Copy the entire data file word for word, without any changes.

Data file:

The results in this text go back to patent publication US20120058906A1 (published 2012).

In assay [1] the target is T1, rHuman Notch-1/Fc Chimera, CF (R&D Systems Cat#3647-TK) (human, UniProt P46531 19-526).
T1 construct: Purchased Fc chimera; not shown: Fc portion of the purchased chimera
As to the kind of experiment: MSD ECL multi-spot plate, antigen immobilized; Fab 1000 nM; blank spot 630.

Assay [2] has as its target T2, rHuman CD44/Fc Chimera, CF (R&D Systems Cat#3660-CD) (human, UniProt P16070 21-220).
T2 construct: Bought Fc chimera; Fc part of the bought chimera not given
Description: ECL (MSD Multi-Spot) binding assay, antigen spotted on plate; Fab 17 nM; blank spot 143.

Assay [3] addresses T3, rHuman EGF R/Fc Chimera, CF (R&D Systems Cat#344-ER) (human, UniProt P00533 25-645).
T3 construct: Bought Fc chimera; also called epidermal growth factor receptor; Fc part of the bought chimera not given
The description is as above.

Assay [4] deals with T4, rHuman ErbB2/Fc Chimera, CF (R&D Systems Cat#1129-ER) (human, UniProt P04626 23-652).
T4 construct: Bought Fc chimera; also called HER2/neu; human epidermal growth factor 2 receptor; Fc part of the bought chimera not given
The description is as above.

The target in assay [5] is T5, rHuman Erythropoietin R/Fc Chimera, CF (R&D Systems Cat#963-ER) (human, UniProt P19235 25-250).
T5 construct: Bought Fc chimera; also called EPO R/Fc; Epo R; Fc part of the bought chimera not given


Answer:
The results in this text go back to patent publication US20120058906A1 (published 2012).

In assay [1] the target is T1, rHuman Notch-1/Fc Chimera, CF (R&D Systems Cat#3647-TK) (human, UniProt P46531 19-526).
T1 construct: Purchased Fc chimera; not shown: Fc portion of the purchased chimera
As to the kind of experiment: MSD ECL multi-spot plate, antigen immobilized; Fab 1000 nM; blank spot 630.

Assay [2] has as its target T2, rHuman CD44/Fc Chimera, CF (R&D Systems Cat#3660-CD) (human, UniProt P16070 21-220).
T2 construct: Bought Fc chimera; Fc part of the bought chimera not given
Description: ECL (MSD Multi-Spot) binding assay, antigen spotted on plate; Fab 17 nM; blank spot 143.

Assay [3] addresses T3, rHuman EGF R/Fc Chimera, CF (R&D Systems Cat#344-ER) (human, UniProt P00533 25-645).
T3 construct: Bought Fc chimera; also called epidermal growth factor receptor; Fc part of the bought chimera not given
The description is as above.

Assay [4] deals with T4, rHuman ErbB2/Fc Chimera, CF (R&D Systems Cat#1129-ER) (human, UniProt P04626 23-652).
T4 construct: Bought Fc chimera; also called HER2/neu; human epidermal growth factor 2 receptor; Fc part of the bought chimera not given
The description is as above.

The target in assay [5] is T5, rHuman Erythropoietin R/Fc Chimera, CF (R&D Systems Cat#963-ER) (human, UniProt P19235 25-250).
T5 construct: Bought Fc chimera; also called EPO R/Fc; Epo R; Fc part of the bought chimera not given